No, the image above does not show some collection of freshly genetically designed hypercarrots in various colors of the rainbow. This is the spectrum of colors carrots used to have – and in some regions of the world you can still find white, yellow, red and purple carrots. In most countries however, carrots tend to be orange nowadays. Why is that? Allegedly they are orange for entirely political reasons: in the 17th century, Dutch growers are thought to have cultivated orange carrots as a tribute to William of Orange – who led the the struggle for Dutch independence – and the color stuck. A thousand years of yellow, white and purple carrot history, was wiped out in a generation. [pullquote] Dutch growers are thought to have cultivated orange carrots as a tribute to William of Orange – and the color stuck. [/pullquote] Although some scholars doubt if orange carrots even existed prior to the 16th century, they now form the basis of most commercial cultivators around the world. Presumably crosses between Eastern (purple), Western (white, red) and perhaps wild carrots led to the formation of the orange rooted carrot sub species. Turkey is often cited as the original birthplace of the hybrids (or mutations) of the two groups. Whatever the origins, the Long Orange Dutch carrot, first described in writing in 1721, is the forebear of the orange Horn carrot varieties so abundant nowadays. The Horn Carrot derives from the Netherlands town of Hoorn in the neighborhood of which it was presumably bred. All our modern, western carrots ultimately descend from these varieties. Hypernature avant la lettre. Update april 2020: Since the original story was published in 2009, new genetic research concludes the Dutch probably cultivated the orange carrot in the 16 century already – Holland was the leading agricultural nation at the time and it would take decades for a new variety to stabilize. After the Dutch adopted orange as its the national color, the orange carrots was added to the list of items “dedicated” to the royal family. The orange carrot came first - the Royal family dedication second. Source: Carrot Museum (original 2009 source).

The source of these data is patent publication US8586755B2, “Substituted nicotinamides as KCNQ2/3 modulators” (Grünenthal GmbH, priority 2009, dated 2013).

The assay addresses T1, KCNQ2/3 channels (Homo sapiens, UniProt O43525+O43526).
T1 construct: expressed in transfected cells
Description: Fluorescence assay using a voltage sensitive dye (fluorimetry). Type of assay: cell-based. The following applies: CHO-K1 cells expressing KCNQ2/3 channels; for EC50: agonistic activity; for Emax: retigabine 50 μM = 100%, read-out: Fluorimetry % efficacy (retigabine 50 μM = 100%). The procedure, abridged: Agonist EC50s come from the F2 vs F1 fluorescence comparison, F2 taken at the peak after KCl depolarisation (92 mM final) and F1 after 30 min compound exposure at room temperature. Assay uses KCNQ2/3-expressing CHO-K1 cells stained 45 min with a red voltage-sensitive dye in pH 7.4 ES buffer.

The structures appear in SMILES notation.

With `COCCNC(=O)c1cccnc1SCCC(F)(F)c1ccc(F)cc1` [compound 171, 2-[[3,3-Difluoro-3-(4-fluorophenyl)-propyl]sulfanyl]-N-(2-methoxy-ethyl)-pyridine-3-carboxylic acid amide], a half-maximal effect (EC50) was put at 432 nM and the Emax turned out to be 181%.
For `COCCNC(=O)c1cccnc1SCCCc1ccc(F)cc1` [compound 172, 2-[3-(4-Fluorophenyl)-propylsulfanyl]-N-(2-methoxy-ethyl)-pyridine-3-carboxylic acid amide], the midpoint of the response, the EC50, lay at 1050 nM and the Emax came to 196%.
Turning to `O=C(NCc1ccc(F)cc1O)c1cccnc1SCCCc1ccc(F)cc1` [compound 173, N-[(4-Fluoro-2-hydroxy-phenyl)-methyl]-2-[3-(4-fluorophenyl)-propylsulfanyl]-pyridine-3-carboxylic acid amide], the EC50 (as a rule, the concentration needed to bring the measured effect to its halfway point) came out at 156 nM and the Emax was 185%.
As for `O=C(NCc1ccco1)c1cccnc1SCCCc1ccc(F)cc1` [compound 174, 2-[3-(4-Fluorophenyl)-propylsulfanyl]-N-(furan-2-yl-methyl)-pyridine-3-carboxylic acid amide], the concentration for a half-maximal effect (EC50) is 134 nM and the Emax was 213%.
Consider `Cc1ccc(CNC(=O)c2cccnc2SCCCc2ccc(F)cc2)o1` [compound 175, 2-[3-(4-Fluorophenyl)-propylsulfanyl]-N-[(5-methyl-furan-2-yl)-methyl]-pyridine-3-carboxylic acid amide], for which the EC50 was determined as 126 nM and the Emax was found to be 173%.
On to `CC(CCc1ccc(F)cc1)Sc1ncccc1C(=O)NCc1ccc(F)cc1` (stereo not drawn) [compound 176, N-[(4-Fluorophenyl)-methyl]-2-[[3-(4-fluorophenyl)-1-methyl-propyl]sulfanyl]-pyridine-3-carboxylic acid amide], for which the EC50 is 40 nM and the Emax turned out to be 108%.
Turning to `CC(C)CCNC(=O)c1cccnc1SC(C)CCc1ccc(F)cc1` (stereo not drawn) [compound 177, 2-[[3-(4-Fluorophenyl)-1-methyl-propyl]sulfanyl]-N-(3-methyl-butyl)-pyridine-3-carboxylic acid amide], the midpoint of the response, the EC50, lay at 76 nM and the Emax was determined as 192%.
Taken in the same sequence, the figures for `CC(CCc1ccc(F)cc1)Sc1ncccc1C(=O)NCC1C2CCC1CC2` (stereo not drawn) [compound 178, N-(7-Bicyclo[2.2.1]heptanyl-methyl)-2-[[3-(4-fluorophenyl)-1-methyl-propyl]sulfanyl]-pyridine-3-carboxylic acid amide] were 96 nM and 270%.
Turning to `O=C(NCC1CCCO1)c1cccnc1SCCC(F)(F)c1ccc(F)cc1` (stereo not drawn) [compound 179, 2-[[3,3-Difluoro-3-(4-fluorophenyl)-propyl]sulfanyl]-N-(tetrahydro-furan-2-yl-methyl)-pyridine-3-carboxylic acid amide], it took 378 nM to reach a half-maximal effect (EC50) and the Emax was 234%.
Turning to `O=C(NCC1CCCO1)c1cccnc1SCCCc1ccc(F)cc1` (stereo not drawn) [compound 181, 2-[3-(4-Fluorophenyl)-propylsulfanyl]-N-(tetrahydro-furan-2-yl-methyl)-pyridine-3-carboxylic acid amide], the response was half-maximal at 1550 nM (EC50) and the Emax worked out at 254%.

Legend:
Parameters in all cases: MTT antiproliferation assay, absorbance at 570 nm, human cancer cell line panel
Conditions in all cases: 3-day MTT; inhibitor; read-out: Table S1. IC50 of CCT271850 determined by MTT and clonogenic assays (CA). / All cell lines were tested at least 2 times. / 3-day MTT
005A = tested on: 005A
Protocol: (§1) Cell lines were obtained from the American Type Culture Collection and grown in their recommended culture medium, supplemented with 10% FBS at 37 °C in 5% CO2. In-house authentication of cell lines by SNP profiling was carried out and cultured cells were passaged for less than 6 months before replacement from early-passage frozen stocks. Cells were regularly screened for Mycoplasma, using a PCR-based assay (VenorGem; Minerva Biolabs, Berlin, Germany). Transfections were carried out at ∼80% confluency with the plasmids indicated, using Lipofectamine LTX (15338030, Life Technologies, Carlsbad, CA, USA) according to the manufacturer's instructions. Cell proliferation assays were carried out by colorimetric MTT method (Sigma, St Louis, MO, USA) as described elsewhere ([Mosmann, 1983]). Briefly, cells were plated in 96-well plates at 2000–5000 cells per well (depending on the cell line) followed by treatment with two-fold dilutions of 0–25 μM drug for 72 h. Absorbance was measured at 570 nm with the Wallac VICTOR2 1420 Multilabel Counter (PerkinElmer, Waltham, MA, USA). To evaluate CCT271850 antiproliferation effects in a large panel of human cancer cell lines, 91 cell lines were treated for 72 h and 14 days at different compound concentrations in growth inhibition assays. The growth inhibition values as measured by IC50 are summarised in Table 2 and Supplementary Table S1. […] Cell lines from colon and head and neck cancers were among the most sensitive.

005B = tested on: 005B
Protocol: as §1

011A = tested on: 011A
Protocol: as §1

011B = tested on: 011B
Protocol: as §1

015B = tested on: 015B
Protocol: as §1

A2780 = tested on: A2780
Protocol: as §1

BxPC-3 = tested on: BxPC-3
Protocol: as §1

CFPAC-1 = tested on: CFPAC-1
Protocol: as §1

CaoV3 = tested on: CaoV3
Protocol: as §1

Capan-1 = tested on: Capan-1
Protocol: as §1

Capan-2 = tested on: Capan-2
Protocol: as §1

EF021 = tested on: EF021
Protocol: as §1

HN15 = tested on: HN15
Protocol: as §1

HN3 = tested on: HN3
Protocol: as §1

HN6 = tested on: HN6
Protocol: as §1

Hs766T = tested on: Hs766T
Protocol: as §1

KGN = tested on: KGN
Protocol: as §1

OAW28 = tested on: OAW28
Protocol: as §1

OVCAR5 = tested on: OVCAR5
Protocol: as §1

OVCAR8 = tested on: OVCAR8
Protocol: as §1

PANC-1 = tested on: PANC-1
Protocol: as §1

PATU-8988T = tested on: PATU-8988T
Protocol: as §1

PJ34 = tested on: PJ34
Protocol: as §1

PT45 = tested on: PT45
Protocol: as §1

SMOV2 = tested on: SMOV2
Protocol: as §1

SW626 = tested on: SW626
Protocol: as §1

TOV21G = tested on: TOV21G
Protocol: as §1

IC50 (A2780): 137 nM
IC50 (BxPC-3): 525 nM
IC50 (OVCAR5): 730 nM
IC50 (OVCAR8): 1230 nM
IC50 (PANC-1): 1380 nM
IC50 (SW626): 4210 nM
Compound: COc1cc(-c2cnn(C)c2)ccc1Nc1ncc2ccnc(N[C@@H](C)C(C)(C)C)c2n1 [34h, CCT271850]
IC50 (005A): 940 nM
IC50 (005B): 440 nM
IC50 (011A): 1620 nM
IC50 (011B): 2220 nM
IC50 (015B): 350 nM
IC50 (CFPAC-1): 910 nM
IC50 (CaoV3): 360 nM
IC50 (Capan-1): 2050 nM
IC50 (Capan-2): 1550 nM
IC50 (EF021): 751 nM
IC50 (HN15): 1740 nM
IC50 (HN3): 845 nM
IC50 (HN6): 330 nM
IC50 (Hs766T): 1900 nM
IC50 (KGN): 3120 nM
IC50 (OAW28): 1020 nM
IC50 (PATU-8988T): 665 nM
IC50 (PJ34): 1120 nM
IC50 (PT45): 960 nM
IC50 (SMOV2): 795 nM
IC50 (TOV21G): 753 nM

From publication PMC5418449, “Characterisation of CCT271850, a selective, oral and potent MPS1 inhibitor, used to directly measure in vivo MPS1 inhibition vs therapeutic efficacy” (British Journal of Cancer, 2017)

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28 comments

  • Thank you so much for your research; I would never have thought of carrots as anything but orange, now I have to see if I can find the other varieties. I know that tomatoes come in different colors and those are coming back as Heritage Tomatoes. It's strange eating a white tomato that tastes like a red one; we usually think of white tomatoes as just beginning to ripen. Thanks again for all your hard work. God Bless, Charlotte

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  • Please do quote the World Carrot Museum as your source. These "quotes" are NOT true and not sourced from the Museum 1. Dutch growers are thought to have cultivated orange carrots as a tribute to William of Orange – who led the the struggle for Dutch independence – and the color stuck. - the dutch myth is exploded in the Museum - there is NO documentary evidence for it. 2. Presumably crosses between Eastern (purple), Western (white, red) and perhaps wild carrots led to the formation of the orange rooted carrot sub species. Orange carrots were developed from yellow varieties. Current genetic research has prove this categorically. Orange varieties probably originated in Spain from seeds and plants from the Arab world. Yellow White and Purple carrots have not been "wiped out in a generation" - where did this "fact" come from? All SIX colours regularly appear in stores and farmers markets, week in and out!